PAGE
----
Baby’s Only® Goat Milk Toddler Formula with DHA and ARA was designed to be used orally in place of milk in a toddler’s diet in conjunction with nutritious snacks and meals. If a child’s medical situation requires use of a tube for feeding formula as a sole source or supplemental source of nutrition, the specific amount to be fed per day and the caloric density of the formula will need to be determined and monitored by the child’s healthcare provider in consultation with a registered dietitian nutritionist to assure appropriate nutritional needs are met. Baby’s Only® Goat Milk Toddler Formula with DHA and ARA offers 20 Calories per ounce when prepared according to label instructions. Healthcare providers can obtain instructions for concentrating Baby’s Only® Goat Milk Toddler Formula with DHA and ARA to various caloric levels by contacting the registered dietitian nutritionist at Nature’s One at firstname.lastname@example.org.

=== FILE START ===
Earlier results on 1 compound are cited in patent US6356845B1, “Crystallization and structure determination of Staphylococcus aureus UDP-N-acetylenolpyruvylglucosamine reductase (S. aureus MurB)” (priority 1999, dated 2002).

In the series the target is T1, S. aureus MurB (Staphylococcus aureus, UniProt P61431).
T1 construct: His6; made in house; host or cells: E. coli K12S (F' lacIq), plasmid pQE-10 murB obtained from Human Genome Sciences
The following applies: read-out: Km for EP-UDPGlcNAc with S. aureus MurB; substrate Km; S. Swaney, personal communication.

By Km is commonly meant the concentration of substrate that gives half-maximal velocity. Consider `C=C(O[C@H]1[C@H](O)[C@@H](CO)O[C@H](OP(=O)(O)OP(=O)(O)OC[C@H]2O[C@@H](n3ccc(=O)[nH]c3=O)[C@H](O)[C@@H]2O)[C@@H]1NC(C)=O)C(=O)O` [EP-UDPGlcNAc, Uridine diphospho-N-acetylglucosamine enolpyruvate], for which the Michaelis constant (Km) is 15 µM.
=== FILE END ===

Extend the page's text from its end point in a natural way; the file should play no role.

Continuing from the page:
Baby’s Only® Goat Milk Toddler Formula with DHA and ARA is available in powdered form only. Unlike ready-to-feed liquid formulas, powdered formulas are pasteurized, but not sterilized. Meticulous attention must be paid in handling and preparing a powdered formula to be used for tube feeding. Cleanliness and sterility of all mixing equipment and containers is necessary to avoid contamination. Purified, distilled, or sterile water should be used to prepare the formula. The formula needs to be well mixed with the water to avoid any clumping, which could clog the tube.
Consideration also needs to be made as to what type of tube placement the child has. Baby’s Only® Goat Milk Toddler Formula with DHA and ARA would be appropriate for nasogastric or gastrostomy tube feedings but is not appropriate for a child with a jejunostomy. The hang time for powdered reconstituted formulas used as tube feedings is currently recommended to be no more than 4 hours to avoid growth of bacteria.
As with all enteral feeding practices, please follow the Enteral Nutrition Practice Recommendations published on January 27, 2009, by the Enteral Nutrition Practice Recommendations Task Force and the A.S.P.E.N. Board of Directors. This publication can be found at: https://onlinelibrary.wiley.com/doi/pdf/10.1177/0148607108330314
Additional information on safe tube feeding practices can be found at: Boullata JI, Carrera AL, Harvey L, et al. “ASPEN Safe Practices for Enteral Nutrition Therapy,” JPEN; 2017, 41 (1):15.
Are there any new guidelines from ASPEN that need to be taken into consideration? [DW1]